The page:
Tomas Kaberle, the Maple Leafs and the no-trade clause game

January, 13, 2009
01/13/09
2:35
PM ET
Tomas Kaberle raised eyebrows last week when he told local Toronto reporters that if he wasn't in Brian Burke's long-term plans, he would waive his no-trade clause at the trade deadline.

It was a smart and proactive move on the part of the Kaberle camp. His veteran agent, Rick Curran, probably deserves most of the credit. You see, Kaberle's no-trade clause actually disappears in the summer if the Maple Leafs miss the playoffs, and we know that will happen. So, if you're Kaberle, the fear is the Leafs then have 29 teams they can trade with come the offseason. Fancy a move to Long Island?

By pressing the issue like he did last week through the media, Kaberle wisely got the ball rolling. This way, since he still has a no-trade clause at the trade deadline, he can better control his fate by sending Burke a list of teams he'd like to go to. But that's if it ever happens.

Burke reiterated to ESPN.com last weekend what he has also told other media -- he won't ask Kaberle to waive his no-trade clause because he believes players have earned the right to have those clauses respected if they negotiated them in their deals.

"He told us that in the dressing room when he first came here," Kaberle said Tuesday after the Leafs' morning skate at Air Canada Centre. "He's been saying it to you guys [the media], too. That's nice for him to say that. The players sign those for a reason."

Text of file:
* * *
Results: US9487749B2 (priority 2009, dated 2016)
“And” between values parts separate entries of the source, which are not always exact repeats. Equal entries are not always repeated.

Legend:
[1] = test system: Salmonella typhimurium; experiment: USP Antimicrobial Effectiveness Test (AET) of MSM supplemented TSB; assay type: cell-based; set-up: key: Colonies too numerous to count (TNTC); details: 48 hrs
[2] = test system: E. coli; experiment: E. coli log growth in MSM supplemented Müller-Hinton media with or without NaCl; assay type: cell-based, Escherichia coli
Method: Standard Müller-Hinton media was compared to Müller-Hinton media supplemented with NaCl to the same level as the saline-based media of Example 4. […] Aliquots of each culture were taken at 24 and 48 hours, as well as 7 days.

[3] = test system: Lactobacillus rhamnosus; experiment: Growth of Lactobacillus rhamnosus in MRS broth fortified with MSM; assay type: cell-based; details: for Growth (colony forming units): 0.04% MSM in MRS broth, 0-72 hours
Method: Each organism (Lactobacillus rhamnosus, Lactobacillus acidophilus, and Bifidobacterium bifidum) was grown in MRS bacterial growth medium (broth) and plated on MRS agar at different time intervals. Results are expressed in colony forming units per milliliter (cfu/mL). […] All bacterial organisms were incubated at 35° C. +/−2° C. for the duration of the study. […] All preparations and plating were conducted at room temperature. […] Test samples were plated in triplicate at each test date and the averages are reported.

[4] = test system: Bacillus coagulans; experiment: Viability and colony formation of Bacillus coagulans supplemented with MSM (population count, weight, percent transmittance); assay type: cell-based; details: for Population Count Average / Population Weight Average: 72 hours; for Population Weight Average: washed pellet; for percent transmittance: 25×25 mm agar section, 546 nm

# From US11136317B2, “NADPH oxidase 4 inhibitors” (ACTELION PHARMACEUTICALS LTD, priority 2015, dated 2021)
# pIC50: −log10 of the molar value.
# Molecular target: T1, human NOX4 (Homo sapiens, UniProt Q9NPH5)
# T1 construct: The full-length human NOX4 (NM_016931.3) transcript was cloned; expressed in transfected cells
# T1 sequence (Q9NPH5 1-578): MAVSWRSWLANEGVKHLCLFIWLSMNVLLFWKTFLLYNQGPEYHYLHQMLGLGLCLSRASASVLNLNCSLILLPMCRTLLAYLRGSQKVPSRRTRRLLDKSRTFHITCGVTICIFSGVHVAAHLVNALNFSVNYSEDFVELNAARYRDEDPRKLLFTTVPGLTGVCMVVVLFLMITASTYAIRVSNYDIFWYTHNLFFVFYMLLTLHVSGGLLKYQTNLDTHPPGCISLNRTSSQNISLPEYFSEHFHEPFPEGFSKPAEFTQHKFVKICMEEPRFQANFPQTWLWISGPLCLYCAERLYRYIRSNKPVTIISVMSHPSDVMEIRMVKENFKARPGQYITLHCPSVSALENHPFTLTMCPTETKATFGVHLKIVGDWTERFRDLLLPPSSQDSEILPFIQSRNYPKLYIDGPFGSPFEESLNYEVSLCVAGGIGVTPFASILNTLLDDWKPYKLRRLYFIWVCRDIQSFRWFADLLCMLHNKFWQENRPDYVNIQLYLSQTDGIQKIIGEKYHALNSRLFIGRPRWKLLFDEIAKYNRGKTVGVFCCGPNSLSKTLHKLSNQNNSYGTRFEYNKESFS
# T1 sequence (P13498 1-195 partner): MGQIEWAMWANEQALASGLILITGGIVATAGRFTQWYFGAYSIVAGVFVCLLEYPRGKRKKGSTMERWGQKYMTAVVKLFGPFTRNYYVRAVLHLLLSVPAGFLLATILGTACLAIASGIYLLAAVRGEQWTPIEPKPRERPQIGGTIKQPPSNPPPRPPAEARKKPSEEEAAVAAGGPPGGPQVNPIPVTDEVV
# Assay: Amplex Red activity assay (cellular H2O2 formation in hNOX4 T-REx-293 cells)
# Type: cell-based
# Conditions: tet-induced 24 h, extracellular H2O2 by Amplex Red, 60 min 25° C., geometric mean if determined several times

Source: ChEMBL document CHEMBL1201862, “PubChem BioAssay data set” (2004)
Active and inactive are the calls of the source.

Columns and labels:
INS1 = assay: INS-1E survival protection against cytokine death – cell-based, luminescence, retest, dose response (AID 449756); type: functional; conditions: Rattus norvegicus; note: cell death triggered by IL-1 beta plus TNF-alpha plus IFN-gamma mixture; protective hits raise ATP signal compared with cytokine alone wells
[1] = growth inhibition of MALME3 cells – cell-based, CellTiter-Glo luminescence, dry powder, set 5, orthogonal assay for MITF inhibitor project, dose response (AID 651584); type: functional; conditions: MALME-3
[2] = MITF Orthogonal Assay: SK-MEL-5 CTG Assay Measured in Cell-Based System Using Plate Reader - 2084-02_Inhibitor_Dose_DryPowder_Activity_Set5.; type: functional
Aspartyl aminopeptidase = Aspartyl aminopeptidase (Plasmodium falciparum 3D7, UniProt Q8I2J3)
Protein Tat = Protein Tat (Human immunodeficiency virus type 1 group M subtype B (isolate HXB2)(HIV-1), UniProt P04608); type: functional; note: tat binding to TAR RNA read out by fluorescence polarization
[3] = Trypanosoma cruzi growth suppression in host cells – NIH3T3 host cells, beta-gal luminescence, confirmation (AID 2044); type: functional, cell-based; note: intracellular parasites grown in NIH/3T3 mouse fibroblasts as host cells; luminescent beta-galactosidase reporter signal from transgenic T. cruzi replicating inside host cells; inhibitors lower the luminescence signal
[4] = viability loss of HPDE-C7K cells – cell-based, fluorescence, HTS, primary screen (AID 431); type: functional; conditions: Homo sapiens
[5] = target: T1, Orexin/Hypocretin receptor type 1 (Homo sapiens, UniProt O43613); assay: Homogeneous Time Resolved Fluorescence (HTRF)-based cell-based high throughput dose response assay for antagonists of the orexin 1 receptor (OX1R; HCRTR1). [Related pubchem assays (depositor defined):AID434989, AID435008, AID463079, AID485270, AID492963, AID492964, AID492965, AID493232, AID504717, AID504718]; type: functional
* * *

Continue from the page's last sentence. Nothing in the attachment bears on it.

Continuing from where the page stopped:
But what Burke is really saying is that if Kaberle wants out, the All-Star defenseman has to tell him. So far, that conversation hasn't happened. Asked whether he would go to Burke and ask him whether he was in the team's long-term plans, Kaberle hesitated.

"I don't believe that," Kaberle said. "There's nothing really to talk about. If I'm not in the plans, obviously it's a different story, but I won't come to him with that. I want to play here for the Toronto Maple Leafs. It's the same story I've been saying for the last couple of years and you guys keep asking questions."

At this point, it looks like the GM and the player are saying it's in the other guy's hands. Hmm. We'll see about that.

If Kaberle does go on the trade block, he becomes an interesting factor heading into the March 4 trade deadline. Jay Bouwmeester of the Florida Panthers might be the higher-profile blueliner likely to go on the trade block, but the 30-year-old Kaberle comes with a nice contract -- $4.25 million a year for two more seasons. That's pretty darn reasonable for an elite puck-mover in today's NHL. Bouwmeester is slated for unrestricted free agency July 1 and might only come as a rental player.

The Philadelphia Flyers made a hard push for Kaberle before last season's deadline, but the Czech native refused to waive his no-trade clause. Given Philadelphia's cap issues right now, it's not clear how they could get back into the mix this season. But should Burke wait until the offseason to move Kaberle, we can almost guarantee Flyers GM Paul Holmgren will get in on that action.

Another team to keep an eye on is the Montreal Canadiens. GM Bob Gainey made it known to reporters Monday that his wish list includes a top puck-moving blueliner. If Kaberle becomes available, Burke should expect at least a phone call from Gainey to kick the tires.

The trade deadline can't come fast enough!

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